Georgia lawmakers set to hash out final details of $27.3 billion budget

By: - March 23, 2021 6:29 pm

The Georgia Senate Monday approved a $27.3 billion budget for next year, adding money for schools and health care. The unanimous vote sets up deliberations with the House before the 2021 session ends next week. Ross Williams/Georgia Recorder

State lawmakers are putting the final touches on a $27.3 billion spending plan for next year that will also benefit from billions of dollars in new federal coronavirus relief aid.

The Senate unanimously backed its version of the budget Tuesday, setting the stage for both chambers to dispatch their negotiators to hash out a finished plan. There are three legislative days left in this year’s session.

Lawmakers have erased many of the cuts they imposed last summer when budget writers feared the worst effects from the COVID-19 pandemic. State revenues have since defied those dire predictions and are trending up.

Still, some cuts – including about a $400 million cut to public education – remain. Democrats have criticized GOP lawmakers for leaving the reductions in place while the state sits on about $2.7 billion in reserves.

Sen. Blake Tillery, a Vidalia Republican who chairs the Senate Appropriations Committee, argued that the additional $4.2 billion coming through the American Rescue Plan Act for the state’s K-12 schools will more than offset the lingering reduction.

Tillery also continued to sound a cautious note Tuesday about what the future holds. For one, the state’s glowing revenues reports may prove slightly misleading because of the delay in issuing tax refunds. Also, those federal relief funds that have softened much of the economic blow during the pandemic are temporary.

“We are in a better position than we thought we would be at this point in time last year, and this budget reflects that, but at the same time, I think it reflects the caution that we feel as we’re rolling into another year with a lot of uncertainty on the horizon,” Tillery said.

The new version of the budget has increased funding for a variety of priorities, including $1.5 million for respite care services for those caring for adults with developmental disabilities and another $1 million to boost the state’s capability to provide mental health services through telehealth. This is in addition to the $36 million the House already shifted toward the Department of Behavioral Health and Developmental Disabilities for mental health services.

Senators also shifted more than $1 million to domestic violence shelters that Tillery said are facing a loss of federal funding.

And superior court judges without law clerks would be able to hire one at a combined cost of about $2.3 million, which Tillery said is intended to help tackle the expected backlog in court cases due to the pandemic.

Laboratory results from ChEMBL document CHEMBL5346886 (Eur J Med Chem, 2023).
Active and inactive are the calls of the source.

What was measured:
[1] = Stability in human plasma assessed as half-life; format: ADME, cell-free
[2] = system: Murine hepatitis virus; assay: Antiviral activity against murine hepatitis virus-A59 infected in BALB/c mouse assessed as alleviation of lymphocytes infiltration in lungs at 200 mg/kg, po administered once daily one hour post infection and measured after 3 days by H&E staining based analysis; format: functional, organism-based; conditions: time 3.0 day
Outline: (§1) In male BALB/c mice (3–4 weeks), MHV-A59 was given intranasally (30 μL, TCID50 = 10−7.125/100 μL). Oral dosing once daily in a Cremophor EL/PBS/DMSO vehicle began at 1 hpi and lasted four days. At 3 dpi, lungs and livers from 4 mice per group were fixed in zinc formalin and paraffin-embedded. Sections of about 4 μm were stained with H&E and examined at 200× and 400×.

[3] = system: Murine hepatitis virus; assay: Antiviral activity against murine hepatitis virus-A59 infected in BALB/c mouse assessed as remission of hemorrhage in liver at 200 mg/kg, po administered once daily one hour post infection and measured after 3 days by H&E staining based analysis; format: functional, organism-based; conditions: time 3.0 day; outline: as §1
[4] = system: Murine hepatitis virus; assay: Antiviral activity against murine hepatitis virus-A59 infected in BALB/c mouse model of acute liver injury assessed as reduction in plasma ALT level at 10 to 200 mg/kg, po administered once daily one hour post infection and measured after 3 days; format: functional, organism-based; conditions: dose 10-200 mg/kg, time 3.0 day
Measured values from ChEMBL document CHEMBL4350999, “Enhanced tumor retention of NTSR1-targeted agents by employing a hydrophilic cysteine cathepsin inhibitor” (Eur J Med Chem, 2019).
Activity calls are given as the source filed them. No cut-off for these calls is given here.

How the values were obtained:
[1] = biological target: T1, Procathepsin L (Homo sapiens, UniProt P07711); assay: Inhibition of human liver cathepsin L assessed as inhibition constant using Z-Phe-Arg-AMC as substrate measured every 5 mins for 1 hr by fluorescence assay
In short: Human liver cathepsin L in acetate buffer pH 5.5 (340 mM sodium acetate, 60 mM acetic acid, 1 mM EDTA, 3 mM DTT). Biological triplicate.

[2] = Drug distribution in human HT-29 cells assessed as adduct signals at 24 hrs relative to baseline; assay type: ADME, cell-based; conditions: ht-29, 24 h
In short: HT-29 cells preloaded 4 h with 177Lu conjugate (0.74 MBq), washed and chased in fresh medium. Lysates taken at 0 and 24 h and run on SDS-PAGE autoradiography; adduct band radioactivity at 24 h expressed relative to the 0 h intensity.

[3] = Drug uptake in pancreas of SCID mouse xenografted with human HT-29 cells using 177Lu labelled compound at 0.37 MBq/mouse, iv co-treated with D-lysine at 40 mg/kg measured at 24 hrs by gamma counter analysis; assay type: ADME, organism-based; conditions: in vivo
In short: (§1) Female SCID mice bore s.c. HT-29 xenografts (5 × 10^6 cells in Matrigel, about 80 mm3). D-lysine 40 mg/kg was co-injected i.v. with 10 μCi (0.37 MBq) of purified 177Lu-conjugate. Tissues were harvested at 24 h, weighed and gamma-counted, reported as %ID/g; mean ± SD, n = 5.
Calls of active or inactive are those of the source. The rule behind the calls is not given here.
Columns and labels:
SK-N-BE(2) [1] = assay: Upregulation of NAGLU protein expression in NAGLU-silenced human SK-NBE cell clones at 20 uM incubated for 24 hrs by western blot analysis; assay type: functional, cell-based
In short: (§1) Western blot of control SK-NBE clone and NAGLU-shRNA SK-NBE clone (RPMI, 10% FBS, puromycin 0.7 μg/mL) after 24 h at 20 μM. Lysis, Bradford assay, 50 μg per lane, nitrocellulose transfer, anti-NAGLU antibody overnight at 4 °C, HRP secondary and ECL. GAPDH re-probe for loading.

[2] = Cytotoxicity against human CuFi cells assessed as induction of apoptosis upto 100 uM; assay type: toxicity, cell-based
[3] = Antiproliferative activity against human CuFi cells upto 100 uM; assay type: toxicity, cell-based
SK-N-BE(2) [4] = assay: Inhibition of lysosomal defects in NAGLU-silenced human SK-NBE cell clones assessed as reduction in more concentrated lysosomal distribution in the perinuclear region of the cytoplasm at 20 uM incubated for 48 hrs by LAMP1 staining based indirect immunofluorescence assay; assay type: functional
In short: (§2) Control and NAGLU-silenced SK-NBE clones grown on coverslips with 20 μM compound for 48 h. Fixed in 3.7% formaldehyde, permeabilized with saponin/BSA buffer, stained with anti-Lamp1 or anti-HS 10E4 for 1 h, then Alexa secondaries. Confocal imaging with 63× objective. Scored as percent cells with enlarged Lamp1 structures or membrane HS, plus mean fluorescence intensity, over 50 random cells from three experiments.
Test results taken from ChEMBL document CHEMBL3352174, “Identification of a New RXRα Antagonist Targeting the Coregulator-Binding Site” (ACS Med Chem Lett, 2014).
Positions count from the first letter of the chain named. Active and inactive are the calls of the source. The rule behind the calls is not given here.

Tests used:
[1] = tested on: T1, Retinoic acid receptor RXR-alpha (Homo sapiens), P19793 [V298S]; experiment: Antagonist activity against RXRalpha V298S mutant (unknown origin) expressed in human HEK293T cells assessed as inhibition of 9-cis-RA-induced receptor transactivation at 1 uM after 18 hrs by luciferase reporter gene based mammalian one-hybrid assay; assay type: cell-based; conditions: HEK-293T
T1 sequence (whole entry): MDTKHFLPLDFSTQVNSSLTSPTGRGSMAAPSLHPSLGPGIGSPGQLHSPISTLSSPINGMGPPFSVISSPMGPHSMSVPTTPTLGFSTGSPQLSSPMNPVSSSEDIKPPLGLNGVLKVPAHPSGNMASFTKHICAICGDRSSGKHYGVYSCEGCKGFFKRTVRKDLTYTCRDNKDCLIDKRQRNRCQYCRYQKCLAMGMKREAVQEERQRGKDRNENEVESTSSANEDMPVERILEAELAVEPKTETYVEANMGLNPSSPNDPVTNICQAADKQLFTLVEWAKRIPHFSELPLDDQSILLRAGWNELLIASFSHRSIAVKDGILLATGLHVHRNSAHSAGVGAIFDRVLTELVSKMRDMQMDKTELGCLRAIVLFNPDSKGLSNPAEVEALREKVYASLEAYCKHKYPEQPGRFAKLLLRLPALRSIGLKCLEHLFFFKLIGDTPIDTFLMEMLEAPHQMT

Some senators, though, expressed concern that lawmakers were giving Gov. Brian Kemp too much leeway in how the state spends the $4.6 billion from the latest round of coronavirus relief money – including a decision whether to use the money to restore the rest of the cuts made last year.

The money can be spent on a range of expenses, including assistance to households, aid to the tourism industry, revenue losses due to the pandemic and investments in broadband infrastructure.

Sen. Jen Jordan, an Atlanta Democrat, also objected to the $40 million that the governor proposed for grants to rural communities through a new “rural innovation fund.” The money would go toward helping the state’s smaller communities develop “targeted solutions for economic, medical, technological or infrastructure challenges,” according to the budget document.

Jordan said the OneGeorgia Authority, where the fund would be housed, has been known as the “governor’s slush fund.”

“There aren’t any real parameters in terms of where that money can be spent, except for the fact that it can’t be spent in eight – eight – metro Atlanta counties. So, 151 counties, apparently are rural,” Jordan said. “And all of this money can be used for whatever basically in terms of this authority just to kind of hand out. That’s not transparent.

“I think that’s problematic, especially in light of the fact that were not even funding (public education) fully,” she added.

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Jill Nolin
Jill Nolin

Jill Nolin has spent nearly 15 years reporting on state and local government in four states, focusing on policy and political stories and tracking public spending. She has spent the last five years chasing stories in the halls of Georgia’s Gold Dome, earning recognition for her work showing the impact of rising opioid addiction on the state’s rural communities. She is a graduate of Troy University.

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